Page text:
Congressmembers rule: No calling Bush a liar
A Congressional Democrat has been reined in for calling President George W. Bush a 'liar' during a Thursday hearing of the House Judiciary Committee, according to the Monday edition of the newspaper Roll Call.
"Rep. Mel Watt (D-N.C.) offered a lengthy criticism of Bush’s record toward the end of Thursday’s hearing, which included a statement that Bush lied about the reasons for going to war with Iraq in 2003," writes Susan Davis. "Rep. Chris Cannon (R-Utah) offered an objection on the grounds that Watt’s words were 'unparliamentary' and violated House rules on debate and decorum that forbid personal attacks on Members, the president or vice president."
The exchange occurred just before the end of the hearing that expected to receive testimony from former White House Counsel Harriet Miers, who failed to appear. She cited the White House's exercise of 'executive privilege.'
Davis notes that a problem then occurred.
"Commercial and Administrative Law Subcommittee Chairwoman Linda Sánchez (D-Calif.) countered that the words were not 'unparliamentary,' which parliamentarians and leadership aides on both sides of the aisle later agreed was the wrong procedural call," she writes.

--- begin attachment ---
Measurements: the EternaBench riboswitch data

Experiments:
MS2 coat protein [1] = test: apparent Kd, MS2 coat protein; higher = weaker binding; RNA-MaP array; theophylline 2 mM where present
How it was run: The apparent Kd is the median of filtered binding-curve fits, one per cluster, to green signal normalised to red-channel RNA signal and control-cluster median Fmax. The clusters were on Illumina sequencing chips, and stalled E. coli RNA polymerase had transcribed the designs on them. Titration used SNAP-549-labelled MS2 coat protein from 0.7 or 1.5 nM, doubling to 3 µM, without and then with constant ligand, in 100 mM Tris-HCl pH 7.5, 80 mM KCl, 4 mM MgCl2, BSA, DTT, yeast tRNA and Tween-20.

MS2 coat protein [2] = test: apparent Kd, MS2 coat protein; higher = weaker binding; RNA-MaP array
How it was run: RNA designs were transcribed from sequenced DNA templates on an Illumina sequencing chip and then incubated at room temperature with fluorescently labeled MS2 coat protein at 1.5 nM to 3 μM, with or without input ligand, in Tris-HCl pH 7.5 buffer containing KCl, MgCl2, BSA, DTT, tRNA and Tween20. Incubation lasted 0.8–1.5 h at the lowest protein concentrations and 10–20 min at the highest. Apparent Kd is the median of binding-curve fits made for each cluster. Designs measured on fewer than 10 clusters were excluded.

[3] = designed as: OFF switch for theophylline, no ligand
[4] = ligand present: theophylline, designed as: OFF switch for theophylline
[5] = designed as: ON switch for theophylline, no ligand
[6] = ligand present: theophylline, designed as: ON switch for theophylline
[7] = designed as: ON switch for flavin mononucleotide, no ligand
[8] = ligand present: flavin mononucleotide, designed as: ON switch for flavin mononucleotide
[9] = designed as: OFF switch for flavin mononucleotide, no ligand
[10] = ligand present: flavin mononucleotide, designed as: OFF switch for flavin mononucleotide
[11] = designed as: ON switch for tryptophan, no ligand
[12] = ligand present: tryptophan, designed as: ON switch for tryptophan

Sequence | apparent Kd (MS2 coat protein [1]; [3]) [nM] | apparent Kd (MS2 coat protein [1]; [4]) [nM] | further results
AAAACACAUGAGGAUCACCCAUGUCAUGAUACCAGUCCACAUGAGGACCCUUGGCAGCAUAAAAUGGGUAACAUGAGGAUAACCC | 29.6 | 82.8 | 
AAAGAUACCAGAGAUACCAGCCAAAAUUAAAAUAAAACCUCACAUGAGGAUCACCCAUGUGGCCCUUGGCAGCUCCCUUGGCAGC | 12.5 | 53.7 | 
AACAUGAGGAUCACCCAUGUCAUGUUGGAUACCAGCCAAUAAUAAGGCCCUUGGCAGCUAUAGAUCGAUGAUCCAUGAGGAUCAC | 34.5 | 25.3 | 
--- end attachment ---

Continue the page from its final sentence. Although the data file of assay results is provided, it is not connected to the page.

Cannon and his fellow Republicans then failed in a vote that attempted to 'take down' Watt's words. But because Rep. Sánchez's ruling was said to interfere with House precedent on the question, Rep. Cannon threatened "to take it to the House floor in a privileged resolution."
The two sides subsequently negotiated a compromise in which Sánchez agreed to vacate her decision that the words were not 'unparliamentary' in a subsequent hearing.
Cannon is not a stranger to controversy of his own over strong statements. He recently called former US Attorney for New Mexico David Iglesias an 'idiot' in a Fox News broadcast.
The full Roll Call article can be read by subscribers at this link.